Screening and treatment removes TB as additional punishment in prisons

Lesley Odendal
Published: 07 November 2011

Innovative tuberculosis control programmes in prisons have reduced the prevalence of TB, and successfully provided isoniazid preventive therapy and treatment for both drug-sensitive and drug-resistant TB, researchers reported at the 42nd Union World Conference on Lung Health held in Lille last month.

Many countries have reported very high TB prevalence in prisoners, and prisoners have a very high risk of TB acquisition and development of active TB whilst in jail.

According to the World Health Organisation (WHO), the level of TB in prisons has been reported to be up to 100 times higher than that of the civilian population and TB in prisons may account for up to 25% of a country’s burden of TB.

Prisons act as a reservoir for TB, as the disease spreads quickly through overcrowded and poorly ventilated prisons to the prisoners, and to the broader population through staff, visitors and inadequately treated former inmates. It is estimated globally that there are 8 to 10 million people living in prisons every day, however 4 to 6 times this number pass through prisons each year, because of the high turnover of the population.

For example, a TB screening programme of prisoners in Azerbaijan has found that for every 8300 prisoners screened, 263 TB cases would be found (a case notification rate of 3168 per 100 000), including 232 new cases of TB. TB suspects are also screened for drug-resistant TB (DR TB). Of the first 150 prisoners diagnosed with DR TB, 108 (72 %) were cured, 12 (8%) died, 15 (10%) defaulted and 12 (8%) were treatment failures.

This compared to the Ukonga prison in Tanzania where the Three I’s (Intensified case finding, TB infection control and Isoniazid preventative therapy) have been implemented, where 121 cases of TB were identified in the prison population of 6200 (a case notification rate of 1951 per 100,000 for all forms of TB). The national rate for all forms of TB in Tanzania of TB is 146 per 100 000. The notification rate of new smear or bacteriological-positive TB in Ukonga prison was 806 per 100 000. The treatment success rate in Ukonga prison for all forms of TB is 80%.

Azerbaijan’s prison population of 15,000 is made up of 52 penitentiary institutions. TB hospitals support the prison system by providing the necessary healthcare supply and training prison personnel and following up TB patients once they have been released from prison. The prison system of Azerbaijan, which has been hailed as a success in terms of TB control, has a long history of collaborating with TB institutions and funders such as the Global Fund for AIDS, TB and Malaria (GFATM) who provided funding for a Gene Expert diagnostic machine and for a second level laboratory which is currently in the design phases. The Global Fund also provides funding for DR-TB treatment, infection control activities and the reconstruction of the TB and HIV departments, according to WHO guidelines for the prevention of TB in prisons.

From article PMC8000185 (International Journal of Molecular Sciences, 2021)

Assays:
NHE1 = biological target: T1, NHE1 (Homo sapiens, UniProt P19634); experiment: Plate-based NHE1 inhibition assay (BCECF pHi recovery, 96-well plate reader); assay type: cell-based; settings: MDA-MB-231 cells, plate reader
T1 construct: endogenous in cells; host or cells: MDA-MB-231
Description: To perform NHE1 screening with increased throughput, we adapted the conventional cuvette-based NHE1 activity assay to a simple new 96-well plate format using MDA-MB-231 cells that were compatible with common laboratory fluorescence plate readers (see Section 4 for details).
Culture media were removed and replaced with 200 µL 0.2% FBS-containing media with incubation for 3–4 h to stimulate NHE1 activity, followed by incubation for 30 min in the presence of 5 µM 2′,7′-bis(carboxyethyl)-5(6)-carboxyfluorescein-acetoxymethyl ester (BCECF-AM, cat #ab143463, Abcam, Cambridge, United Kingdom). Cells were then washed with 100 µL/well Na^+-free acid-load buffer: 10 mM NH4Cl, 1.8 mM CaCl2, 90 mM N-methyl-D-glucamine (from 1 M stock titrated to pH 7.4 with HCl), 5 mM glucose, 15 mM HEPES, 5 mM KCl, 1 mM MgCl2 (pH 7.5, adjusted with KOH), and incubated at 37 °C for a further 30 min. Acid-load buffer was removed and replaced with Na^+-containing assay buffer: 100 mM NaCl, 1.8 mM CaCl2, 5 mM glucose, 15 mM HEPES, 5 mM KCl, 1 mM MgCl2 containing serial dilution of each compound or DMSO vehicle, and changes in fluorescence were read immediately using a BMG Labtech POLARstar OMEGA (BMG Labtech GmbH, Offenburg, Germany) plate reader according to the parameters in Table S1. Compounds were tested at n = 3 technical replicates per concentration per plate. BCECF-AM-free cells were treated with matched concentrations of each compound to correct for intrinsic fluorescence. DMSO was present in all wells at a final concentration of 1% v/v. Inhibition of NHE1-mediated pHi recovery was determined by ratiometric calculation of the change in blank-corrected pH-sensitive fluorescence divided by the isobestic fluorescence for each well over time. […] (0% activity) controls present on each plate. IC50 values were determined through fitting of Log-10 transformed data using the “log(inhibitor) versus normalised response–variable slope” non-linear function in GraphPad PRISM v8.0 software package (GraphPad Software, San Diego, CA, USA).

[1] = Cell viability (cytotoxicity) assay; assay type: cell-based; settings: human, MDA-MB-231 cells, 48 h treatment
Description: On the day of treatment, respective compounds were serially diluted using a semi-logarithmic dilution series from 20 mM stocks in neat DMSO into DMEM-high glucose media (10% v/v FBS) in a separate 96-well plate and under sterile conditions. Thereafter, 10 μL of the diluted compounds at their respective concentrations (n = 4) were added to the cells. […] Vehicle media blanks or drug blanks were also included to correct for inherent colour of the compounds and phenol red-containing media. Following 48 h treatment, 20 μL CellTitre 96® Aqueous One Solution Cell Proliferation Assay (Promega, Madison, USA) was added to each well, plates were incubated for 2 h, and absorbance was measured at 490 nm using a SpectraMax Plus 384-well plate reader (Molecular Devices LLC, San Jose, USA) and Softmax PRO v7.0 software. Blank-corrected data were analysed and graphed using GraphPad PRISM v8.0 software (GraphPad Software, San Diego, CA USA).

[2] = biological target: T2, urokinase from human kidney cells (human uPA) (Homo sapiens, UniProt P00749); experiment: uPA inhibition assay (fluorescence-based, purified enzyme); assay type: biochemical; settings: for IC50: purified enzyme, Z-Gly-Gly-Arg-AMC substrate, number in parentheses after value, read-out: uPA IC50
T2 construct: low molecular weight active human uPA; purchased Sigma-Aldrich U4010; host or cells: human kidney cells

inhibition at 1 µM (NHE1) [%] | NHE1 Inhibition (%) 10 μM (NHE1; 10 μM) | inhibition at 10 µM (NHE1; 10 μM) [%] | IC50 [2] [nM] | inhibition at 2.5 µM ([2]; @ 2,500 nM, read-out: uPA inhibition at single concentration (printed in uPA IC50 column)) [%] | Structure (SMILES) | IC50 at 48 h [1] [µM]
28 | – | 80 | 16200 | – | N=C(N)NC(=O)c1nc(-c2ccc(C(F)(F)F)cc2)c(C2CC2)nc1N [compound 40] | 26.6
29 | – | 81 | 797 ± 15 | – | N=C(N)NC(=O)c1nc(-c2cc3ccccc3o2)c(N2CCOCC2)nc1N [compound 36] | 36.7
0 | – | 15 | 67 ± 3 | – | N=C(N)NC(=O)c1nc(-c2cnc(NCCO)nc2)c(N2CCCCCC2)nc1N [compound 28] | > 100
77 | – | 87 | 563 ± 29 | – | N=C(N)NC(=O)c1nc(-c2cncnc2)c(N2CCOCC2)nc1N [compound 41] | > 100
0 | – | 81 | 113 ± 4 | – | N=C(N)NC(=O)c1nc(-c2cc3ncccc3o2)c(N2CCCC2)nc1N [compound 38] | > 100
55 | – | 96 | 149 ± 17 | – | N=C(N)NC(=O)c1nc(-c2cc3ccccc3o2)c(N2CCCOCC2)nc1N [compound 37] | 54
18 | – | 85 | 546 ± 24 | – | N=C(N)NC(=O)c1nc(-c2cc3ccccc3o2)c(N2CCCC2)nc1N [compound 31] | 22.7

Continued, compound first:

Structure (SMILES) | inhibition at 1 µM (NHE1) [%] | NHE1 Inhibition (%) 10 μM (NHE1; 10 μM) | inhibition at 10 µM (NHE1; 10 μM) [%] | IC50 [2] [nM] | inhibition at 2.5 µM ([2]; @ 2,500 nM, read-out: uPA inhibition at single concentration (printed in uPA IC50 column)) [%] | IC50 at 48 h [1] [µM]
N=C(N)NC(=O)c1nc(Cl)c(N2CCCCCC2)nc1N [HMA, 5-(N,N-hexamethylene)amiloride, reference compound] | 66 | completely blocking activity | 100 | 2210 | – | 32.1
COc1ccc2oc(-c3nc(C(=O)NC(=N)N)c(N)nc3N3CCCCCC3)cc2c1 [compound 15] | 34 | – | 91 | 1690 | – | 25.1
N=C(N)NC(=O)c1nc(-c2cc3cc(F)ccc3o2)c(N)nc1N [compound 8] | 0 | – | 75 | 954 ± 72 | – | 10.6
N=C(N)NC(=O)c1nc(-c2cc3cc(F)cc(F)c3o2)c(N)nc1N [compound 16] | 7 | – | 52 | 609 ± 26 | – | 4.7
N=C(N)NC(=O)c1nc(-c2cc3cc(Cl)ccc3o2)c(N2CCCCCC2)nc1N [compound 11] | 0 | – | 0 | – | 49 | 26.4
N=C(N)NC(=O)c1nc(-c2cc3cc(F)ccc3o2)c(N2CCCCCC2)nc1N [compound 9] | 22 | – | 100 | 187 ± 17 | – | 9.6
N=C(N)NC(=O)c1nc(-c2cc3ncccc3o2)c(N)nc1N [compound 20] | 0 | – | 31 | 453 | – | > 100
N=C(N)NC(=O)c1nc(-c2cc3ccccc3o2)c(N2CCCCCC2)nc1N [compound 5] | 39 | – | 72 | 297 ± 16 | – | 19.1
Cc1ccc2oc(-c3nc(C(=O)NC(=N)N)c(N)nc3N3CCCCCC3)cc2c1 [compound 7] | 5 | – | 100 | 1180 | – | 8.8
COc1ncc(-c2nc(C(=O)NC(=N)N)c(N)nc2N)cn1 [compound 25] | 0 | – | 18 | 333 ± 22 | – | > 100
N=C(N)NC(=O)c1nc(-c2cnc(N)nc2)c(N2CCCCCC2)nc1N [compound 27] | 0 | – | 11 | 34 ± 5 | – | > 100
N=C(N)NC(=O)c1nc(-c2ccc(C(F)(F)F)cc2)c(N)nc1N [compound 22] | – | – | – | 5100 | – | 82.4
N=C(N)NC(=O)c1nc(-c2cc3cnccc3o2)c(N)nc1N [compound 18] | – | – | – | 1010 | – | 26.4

Since 1995, 11,067 TB drug-sensitive have been placed on treatment in Azerbaijan prisons, and treatment for drug-resistant TB has been provided for 418 patients since 2007. Each prisoner is given a clinical examination on entrance and regular mass screenings for TB, by questionnaire, are conducted annually in all the prisons with laboratory examination of all TB suspects’ sputum samples. 

Tanzania’s prison average occupancy is 45,000 inmates, although there is only authorised accommodation for 27 653 inmates. Tanzania hosts one of the highest absolute numbers of prisoners in sub-Saharan Africa, after Ethiopia and Kenya respectively. There is a high proportion of smear-negative TB prevalence and higher HIV prevalence in Tanzania, and researchers believe that that many TB patients within Tanzanian prisons are either diagnosed late or are missed.

Tanzania ranks 14th out of the 22 TB high burden countries, with an estimated 50% of TB patients being HIV co-infected. The national adult HIV prevalence is estimated to be 5.7%. The Ukonga prison implements the 3 I’s in line with the existing TB screening algorithm of the national TB programme.  A TB screening questionnaire is used for all HIV-infected prisoners and all TB suspects are assessed using smear microscopy and chest x-ray. “This package leads to judicious treatment and the interruption of the TB transmission cycle”, said Jan van den Hombergh from Tanzania.

TB services and HIV counselling, testing, care and treatment are offered through a one-stop service at Ukonga, with support from PharmAccess International under a grant from USAID. 2010 prisoners had been tested for HIV and received their result with 747 patients currently on ARVs. 88 HIV-infected prisoners had started TB treatment and 94 people were receiving IPT since July 2011.

The Tanzanian authorities aim to have integrated TB and HIV screening, diagnosis and treatment services at least in each regional main prisons and for all prison sites to be fully computerised for recoding and monitoring and evaluation purposes. Following the success of the Ukonga prison, the 3 I’s will be implemented in the three main prisons in Tanzania. A longitudinal study of the impact of early and regular TB screening and the implementation of the 3I’s strategy is being planned.

References

Van den Hombergh J. et al Three I’s in Tanzania Prisons.  Presented at Role of partnerships in addressing TB control in prisons. 42nd Union World Lung Health Conference, Lille, France. 28 October 2011

Gurbanova, E. et al Experience of Azerbaijan with TB control in penitentiary institutions through successful partnerships. Presented at Role of partnerships in addressing TB control in prisons. 42nd Union World Lung Health Conference, Lille, France. 28 October 2011.